Wednesday, September 24, 2014

Eat Your Veggies!

Eat Your Veggies!

Incorporating vegetables into your diet is easy with the right tricks. Joy Bauer offers simple ways to eat more vegetables and preparation tips for maximum nutritional value.

I love just about every vegetable (except green peppers), so it saddens me when people take a pass on my favorite food group. When I ask someone why they don’t like veggies, I often find that it’s less a matter of taste and more one of confusion; lots of folks just don’t know what to do with broccoli, spinach, cabbage, cukes, and the like. If that sounds like you, I hope the following tips inspire you to visit your supermarket’s produce aisle, or better yet, a local green market or farm stand.
Eat more vegetables
In the Raw
The easiest way to “prepare” vegetables is to do nothing but wash and eat them. This doesn’t work for all veggies, of course, but it’s great for many of them. Carrots and celery are the obvious choices, but others include sugar snap peas, snow peas, cherry tomatoes, radishes, cucumbers, and sliced bell peppers (I do like the red, yellow, and orange ones). If you can find it, jicama is also worth a try — it’s super-crisp, slightly sweet, and incredibly high in fiber (nearly 3 grams per half cup).
I like my raw vegetables “nude,” but you might want to pair them with a low-cal yogurt dip or some salsa. Salads and coleslaw are two more raw options, but they do require some prep time. Food manufacturers have made salad preparation easier in recent years by offering prewashed greens, but you pay more for this little luxury. If you prefer to do your own washing, consider investing in a top-notch salad spinner from Oxo or Zyliss. As for coleslaw, food processors make short shrift of the shredding step, and then it’s just a matter of adding dressing.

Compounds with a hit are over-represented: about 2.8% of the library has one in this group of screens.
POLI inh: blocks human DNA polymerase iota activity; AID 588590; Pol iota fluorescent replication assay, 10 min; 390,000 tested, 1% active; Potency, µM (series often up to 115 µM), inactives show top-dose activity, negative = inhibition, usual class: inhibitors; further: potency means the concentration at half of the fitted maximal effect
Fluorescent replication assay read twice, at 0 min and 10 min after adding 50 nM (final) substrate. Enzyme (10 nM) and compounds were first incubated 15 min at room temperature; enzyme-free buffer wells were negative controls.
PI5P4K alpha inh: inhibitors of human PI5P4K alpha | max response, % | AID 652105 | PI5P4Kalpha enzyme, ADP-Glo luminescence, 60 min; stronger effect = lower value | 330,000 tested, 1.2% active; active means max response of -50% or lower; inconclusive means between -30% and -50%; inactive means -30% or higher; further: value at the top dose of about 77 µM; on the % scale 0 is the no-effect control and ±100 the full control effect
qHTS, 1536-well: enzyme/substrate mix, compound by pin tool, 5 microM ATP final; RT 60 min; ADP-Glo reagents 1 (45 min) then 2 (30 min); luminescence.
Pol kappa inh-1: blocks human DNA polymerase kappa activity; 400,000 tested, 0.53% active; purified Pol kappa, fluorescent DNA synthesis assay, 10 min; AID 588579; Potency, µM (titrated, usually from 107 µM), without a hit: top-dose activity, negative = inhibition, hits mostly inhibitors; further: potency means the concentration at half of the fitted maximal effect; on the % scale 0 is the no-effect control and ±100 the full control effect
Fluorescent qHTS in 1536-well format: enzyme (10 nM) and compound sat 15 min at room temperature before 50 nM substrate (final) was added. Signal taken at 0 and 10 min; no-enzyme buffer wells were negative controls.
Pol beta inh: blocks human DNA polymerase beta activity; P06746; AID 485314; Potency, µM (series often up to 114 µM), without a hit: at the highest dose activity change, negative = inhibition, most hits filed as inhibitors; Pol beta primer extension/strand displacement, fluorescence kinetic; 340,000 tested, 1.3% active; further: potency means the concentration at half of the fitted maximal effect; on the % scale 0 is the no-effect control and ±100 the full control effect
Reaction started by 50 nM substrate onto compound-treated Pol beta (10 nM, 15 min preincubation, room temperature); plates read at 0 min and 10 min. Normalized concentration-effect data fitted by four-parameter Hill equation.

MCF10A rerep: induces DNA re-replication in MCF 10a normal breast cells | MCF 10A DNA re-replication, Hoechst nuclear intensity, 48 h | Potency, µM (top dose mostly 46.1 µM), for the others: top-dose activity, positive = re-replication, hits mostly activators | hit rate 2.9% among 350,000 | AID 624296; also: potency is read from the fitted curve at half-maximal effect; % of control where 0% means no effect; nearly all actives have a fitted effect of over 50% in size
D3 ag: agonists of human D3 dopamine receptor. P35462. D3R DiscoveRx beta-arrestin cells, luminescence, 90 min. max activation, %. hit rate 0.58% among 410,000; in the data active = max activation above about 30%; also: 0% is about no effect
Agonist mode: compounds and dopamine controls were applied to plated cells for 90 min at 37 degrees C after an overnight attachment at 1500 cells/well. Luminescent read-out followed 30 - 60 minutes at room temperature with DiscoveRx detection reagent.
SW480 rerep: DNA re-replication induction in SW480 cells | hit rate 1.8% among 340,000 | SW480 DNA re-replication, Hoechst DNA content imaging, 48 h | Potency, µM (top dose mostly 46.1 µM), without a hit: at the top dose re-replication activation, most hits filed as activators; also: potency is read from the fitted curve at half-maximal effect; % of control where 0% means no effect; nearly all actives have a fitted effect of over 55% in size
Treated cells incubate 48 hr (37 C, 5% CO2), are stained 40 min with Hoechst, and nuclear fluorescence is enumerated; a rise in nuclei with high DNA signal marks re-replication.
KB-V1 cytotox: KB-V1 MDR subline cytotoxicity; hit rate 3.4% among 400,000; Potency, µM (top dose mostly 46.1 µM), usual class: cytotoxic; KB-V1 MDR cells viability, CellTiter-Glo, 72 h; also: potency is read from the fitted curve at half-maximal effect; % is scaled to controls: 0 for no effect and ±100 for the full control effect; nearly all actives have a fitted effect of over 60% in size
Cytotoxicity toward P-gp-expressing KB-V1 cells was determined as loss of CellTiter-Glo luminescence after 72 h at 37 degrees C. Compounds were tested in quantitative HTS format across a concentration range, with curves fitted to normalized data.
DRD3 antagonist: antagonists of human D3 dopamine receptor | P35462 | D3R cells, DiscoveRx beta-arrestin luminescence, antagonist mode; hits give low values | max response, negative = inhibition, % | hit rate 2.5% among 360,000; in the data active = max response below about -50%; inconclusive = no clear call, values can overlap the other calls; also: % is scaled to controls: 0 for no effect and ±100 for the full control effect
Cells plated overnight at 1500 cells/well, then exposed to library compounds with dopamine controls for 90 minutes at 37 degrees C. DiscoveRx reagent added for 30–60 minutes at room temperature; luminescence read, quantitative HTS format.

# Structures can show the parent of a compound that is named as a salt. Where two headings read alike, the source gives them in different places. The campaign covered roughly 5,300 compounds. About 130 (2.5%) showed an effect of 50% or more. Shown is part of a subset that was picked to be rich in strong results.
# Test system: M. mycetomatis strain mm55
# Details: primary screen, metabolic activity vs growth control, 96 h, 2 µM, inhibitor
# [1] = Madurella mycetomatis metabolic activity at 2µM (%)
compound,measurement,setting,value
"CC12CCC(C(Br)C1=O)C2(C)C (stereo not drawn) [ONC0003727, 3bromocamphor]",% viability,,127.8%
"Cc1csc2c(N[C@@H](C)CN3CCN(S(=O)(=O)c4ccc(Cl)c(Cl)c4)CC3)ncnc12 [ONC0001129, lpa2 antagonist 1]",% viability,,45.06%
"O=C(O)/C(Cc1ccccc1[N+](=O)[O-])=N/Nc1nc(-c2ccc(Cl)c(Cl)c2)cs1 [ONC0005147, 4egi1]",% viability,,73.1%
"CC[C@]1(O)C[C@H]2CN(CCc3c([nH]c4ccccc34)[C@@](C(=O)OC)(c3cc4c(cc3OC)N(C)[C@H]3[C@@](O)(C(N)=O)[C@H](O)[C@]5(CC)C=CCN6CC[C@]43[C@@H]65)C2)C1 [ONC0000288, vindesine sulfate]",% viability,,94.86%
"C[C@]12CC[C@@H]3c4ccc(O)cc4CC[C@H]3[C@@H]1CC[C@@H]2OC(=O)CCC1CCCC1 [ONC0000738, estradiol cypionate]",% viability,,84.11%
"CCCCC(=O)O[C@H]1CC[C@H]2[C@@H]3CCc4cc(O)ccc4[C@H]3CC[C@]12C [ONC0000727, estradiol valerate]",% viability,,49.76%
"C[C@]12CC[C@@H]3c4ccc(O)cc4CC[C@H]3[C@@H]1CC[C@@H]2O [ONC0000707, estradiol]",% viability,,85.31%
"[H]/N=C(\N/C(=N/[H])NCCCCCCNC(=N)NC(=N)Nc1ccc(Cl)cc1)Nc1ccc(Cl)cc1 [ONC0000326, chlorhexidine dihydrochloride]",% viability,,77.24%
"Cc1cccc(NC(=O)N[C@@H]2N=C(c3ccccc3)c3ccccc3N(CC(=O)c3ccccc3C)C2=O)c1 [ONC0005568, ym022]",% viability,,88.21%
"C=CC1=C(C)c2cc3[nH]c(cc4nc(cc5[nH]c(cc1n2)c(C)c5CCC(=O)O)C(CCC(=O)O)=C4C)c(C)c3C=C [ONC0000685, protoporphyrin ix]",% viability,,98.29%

Some Like It Hot
If raw is not your thing, consider stir fries and vegetable-based soups as a way to pump up your veggie consumption. Broccoli, onions, mushrooms, and zucchini are a few vegetables that taste great in a stir fry, and just about anything goes when it comes to soup. You can sneak vegetables into many of your recipes, such as lasagna (consider spinach) and meatloaf (chopped onions and carrots add crunch and color). Even breakfast time can be an opportunity to get in some vegetables if you opt for an omelet made with tomatoes, onions, mushrooms, or broccoli.
If you’re concerned about losing nutrients when you cook your veggies, don’t sweat it. Some vegetables actually benefit from heat, and vitamin and mineral losses can be minimized in others if you cook them correctly. For instance, carotenoids — health-promoting nutrients in carrots, tomatoes, and other red and orange vegetables — are better absorbed when subjected to a little heat. Very high temperatures, on the other hand, as well as too much water or too long a cooking time, are the biggest nutrient robbers, so avoid boiling, and don’t overcook or overheat your vegetables.

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